The Residential Market Might Be Booming, But Capital Is Not Playing Ball
The Covid cobwebs have been blasted away with a spectacular recovery in the UK housing market – Rightmove and others report the highest number of monthly sales on record, the highest number of properties coming onto the market in over a decade, with record asking prices in many of the regions.08 September 2020
The Covid cobwebs have been blasted away with a spectacular recovery in the UK housing market – Rightmove and others report the highest number of monthly sales on record, the highest number of properties coming onto the market in over a decade, record asking prices in many of the regions etcetera etcetera. Stamp Duty and planning changes have accelerated pent-up demand, so these stats come as little surprise, but there are concerns that demand could dry up as the months progress.
From a lender’s perspective the market is in an interesting place right now. It’s common knowledge that the mainstream lenders are supporting existing customers but not actively looking for new deals. Whilst everything has picked up, new deal volumes have been low since lockdown as developers concentrate on delivering product and sales in progress rather than taking on something new.
As well as activity levels, leverage is also in a state of flux. 60% LTGDV remains the norm for a number of banks, but just as many have announced a reduction to 50% (including NatWest – amongst the most active of the big lenders over the last year or so). To add to the uncertainty, it appears pricing has gone up too, with most mainstreams lending at a minimum 4% over cost of funds plus arrangement and exit fees having been nudged up. This figure increases to 6% from secondary lenders amongst those (the minority) who’ve shown signs of activity since lockdown.
On paper, location is undergoing a post-Covid revolution. There’s been plenty of media coverage about the Exodus from the cities, the increased desirability of space and environment and the burgeoning practicality of working from home, which is being borne out by a drop in the volume of willing lenders for super prime and city centre projects. Lower value schemes and metropolitan suburbs are still finding willing lenders, but when compared to regions such as Devon and Cornwall – currently witnessing record prices – it’s clear to see where the crowd is headed.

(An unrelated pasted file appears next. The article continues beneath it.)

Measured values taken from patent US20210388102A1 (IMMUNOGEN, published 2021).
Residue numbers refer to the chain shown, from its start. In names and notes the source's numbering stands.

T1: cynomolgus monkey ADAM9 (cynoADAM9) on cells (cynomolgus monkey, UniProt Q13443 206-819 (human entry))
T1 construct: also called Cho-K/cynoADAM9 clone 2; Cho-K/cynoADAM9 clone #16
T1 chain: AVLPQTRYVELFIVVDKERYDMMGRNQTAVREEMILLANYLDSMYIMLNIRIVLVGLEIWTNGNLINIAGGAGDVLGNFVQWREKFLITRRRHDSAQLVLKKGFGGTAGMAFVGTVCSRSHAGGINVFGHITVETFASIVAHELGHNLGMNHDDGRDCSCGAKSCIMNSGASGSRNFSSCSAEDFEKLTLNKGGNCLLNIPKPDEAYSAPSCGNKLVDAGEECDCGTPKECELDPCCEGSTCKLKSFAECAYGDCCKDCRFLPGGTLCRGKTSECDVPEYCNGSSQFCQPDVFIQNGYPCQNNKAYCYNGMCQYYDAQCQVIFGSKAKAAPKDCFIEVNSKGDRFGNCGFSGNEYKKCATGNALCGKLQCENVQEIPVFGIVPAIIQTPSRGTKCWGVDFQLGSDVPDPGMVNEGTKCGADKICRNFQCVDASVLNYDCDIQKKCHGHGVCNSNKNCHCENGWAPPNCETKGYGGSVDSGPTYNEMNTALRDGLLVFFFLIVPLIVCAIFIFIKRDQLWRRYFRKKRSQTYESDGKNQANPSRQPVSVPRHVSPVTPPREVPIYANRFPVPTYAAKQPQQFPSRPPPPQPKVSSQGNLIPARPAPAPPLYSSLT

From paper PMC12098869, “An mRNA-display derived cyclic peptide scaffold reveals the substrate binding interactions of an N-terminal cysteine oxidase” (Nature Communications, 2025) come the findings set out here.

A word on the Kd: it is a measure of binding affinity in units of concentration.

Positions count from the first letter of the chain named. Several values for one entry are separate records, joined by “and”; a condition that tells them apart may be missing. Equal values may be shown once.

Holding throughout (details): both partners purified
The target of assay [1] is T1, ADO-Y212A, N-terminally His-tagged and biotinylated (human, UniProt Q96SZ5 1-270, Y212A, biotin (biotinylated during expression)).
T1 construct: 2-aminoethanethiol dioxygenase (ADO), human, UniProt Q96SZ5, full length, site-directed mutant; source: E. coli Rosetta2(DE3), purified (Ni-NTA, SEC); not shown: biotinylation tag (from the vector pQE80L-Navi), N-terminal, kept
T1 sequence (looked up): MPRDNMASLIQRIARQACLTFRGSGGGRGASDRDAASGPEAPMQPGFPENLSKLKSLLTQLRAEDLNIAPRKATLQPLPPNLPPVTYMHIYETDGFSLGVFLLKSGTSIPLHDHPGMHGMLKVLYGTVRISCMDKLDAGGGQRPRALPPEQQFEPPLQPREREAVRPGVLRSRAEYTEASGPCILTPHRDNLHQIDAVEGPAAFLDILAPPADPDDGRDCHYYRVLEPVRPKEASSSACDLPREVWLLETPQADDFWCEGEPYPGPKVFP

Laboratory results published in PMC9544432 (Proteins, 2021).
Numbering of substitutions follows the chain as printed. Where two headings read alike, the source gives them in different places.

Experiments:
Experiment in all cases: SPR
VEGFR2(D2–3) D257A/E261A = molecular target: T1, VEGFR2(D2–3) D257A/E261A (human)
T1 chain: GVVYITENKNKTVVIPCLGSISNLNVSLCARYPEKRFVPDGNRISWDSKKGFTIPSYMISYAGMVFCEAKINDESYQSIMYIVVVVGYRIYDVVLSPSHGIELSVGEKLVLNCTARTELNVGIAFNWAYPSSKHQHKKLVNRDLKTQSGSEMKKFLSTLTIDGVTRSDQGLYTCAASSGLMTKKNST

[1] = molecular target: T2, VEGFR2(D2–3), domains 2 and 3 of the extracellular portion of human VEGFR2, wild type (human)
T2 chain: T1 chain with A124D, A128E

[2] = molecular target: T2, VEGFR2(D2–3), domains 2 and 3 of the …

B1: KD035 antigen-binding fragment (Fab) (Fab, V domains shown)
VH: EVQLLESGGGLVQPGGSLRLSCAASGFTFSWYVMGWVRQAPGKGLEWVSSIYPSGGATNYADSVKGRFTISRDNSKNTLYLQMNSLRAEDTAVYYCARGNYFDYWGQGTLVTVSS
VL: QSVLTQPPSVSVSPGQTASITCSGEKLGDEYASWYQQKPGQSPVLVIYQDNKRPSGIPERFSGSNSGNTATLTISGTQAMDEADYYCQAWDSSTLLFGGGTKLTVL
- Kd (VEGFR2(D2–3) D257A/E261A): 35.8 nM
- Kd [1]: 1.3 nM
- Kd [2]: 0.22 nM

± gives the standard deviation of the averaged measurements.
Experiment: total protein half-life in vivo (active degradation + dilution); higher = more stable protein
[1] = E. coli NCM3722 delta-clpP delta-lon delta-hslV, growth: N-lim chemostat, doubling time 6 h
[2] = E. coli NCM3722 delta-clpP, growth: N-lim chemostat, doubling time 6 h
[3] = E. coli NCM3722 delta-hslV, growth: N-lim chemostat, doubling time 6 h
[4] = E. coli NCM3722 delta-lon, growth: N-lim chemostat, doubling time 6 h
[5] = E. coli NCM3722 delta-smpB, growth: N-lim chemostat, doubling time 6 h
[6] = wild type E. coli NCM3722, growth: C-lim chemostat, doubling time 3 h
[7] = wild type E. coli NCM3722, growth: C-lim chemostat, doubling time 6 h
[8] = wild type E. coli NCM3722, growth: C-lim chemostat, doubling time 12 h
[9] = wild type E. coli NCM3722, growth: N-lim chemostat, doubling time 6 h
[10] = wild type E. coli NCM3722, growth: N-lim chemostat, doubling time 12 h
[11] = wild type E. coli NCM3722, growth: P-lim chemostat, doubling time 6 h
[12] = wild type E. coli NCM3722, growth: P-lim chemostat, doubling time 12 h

Whilst a number of projects are starting to emerge, alternative residential has taken a big Covid hit and nobody really knows how either sector (care homes and PBSA) will pan out yet. There will be winners and losers here but for the time being standard resi is easier water to navigate – there will always be demand for houses in the right locations, with the right amenities and at the right price.
Put simply, depending on the what’s and the where’s, post-Covid capital from the big boys is now harder to come by, there’s less in the pot when you find it and it’s going to cost you a little bit more than you’ve been used to paying. Capital is not playing ball. This brings the role of the alternate lender increasingly into the spotlight and with it plenty of opportunities for savvy capital. During uncertain times, the key to successful investment lies not only in backing the right projects, but in backing the teams with the experience to weather the storm.